• Professor Carmine Pariante (Biological Psychiatry and Head of section, King’s College London),
  • Professor Colin Smith (Functional Genomics, Brighton University),
  • Sonya Chowdhury, CEO, Action for M.E.
  • Dr Charles Shepherd, Hon. Medical Adviser, The ME Association
  • Chris Macdonald/Craig Bullock (Arthritis Research UK),
  • CMRC Patient Reference Group,
  • Michael Dalrymple (MRC-Technology),
  • Mark Edwards (Lay member with pharma/industry experience),[13]
  • Lars Erwig (Senior Director Discovery Medicine, GSK),
  • Mark Jones (UCB Pharma),

Official observers:[edit | edit source]

Executive Board - 2017[edit | edit source]

Online presence[edit | edit source]

Learn more[edit | edit source]

See also[edit | edit source]

References[edit | edit source]

UK CFS/ME Research Collaborative (CMRC) - A UK group of researchers and ME/CFS patient groups led by Professor Stephen Holgate. Its launch in 2013 was covered by the Science Media Centre. Since 2014, the collaborative sponsors the CFS/ME Research Collaborative Conference.

UK CFS/ME Research Collaborative (CMRC) - A UK group of researchers and ME/CFS patient groups led by Professor Stephen Holgate. Its launch in 2013 was covered by the Science Media Centre. Since 2014, the collaborative sponsors the CFS/ME Research Collaborative Conference.

myalgic encephalomyelitis (ME) - A disease often marked by neurological symptoms, but fatigue is sometimes a symptom as well. Some diagnostic criteria distinguish it from chronic fatigue syndrome, while other diagnostic criteria consider it to be a synonym for chronic fatigue syndrome. A defining characteristic of ME is post-exertional malaise (PEM), or post-exertional neuroimmune exhaustion (PENE), which is a notable exacerbation of symptoms brought on by small exertions. PEM can last for days or weeks. Symptoms can include cognitive impairments, muscle pain (myalgia), trouble remaining upright (orthostatic intolerance), sleep abnormalities, and gastro-intestinal impairments, among others. An estimated 25% of those suffering from ME are housebound or bedbound. The World Health Organization (WHO) classifies ME as a neurological disease.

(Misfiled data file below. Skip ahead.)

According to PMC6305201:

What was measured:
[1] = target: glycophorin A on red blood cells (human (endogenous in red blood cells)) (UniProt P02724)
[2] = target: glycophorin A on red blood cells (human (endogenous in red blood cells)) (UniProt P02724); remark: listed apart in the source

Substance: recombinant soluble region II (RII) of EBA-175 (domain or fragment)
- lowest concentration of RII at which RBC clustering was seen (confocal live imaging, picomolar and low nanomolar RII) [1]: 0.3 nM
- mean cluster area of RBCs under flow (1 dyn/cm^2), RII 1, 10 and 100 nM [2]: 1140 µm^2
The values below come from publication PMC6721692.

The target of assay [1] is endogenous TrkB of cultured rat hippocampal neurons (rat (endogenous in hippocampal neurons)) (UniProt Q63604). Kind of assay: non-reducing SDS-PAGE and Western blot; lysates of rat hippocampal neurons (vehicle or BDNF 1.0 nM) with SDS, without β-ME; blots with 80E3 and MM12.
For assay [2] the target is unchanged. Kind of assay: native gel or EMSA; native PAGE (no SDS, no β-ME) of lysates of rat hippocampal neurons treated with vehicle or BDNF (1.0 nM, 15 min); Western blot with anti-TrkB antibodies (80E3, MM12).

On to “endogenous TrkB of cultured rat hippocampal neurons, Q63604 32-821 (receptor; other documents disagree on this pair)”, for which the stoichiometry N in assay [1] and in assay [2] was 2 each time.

mitochondria - Important parts of the biological cell, with each mitochondrion encased within a mitochondrial membrane. Mitochondria are best known for their role in energy production, earning them the nickname "the powerhouse of the cell". Mitochondria also participate in the detection of threats and the response to these threats. One of the responses to threats orchestrated by mitochondria is apoptosis, a cell suicide program used by cells when the threat can not be eliminated.

Action for ME (AfME) - Action for ME is a British non-profit organization that was set up in 1987 as The M.E. Action Campaign. Its founders were Martin Lev, Sue Findlay and Clare Francis. In September 1993 it changed its name and logo to Action for ME and Chronic Fatigue. It then changed its name in 1993 to Action for ME.

The information provided at this site is not intended to diagnose or treat any illness.
From MEpedia, a crowd-sourced encyclopedia of ME and CFS science and history.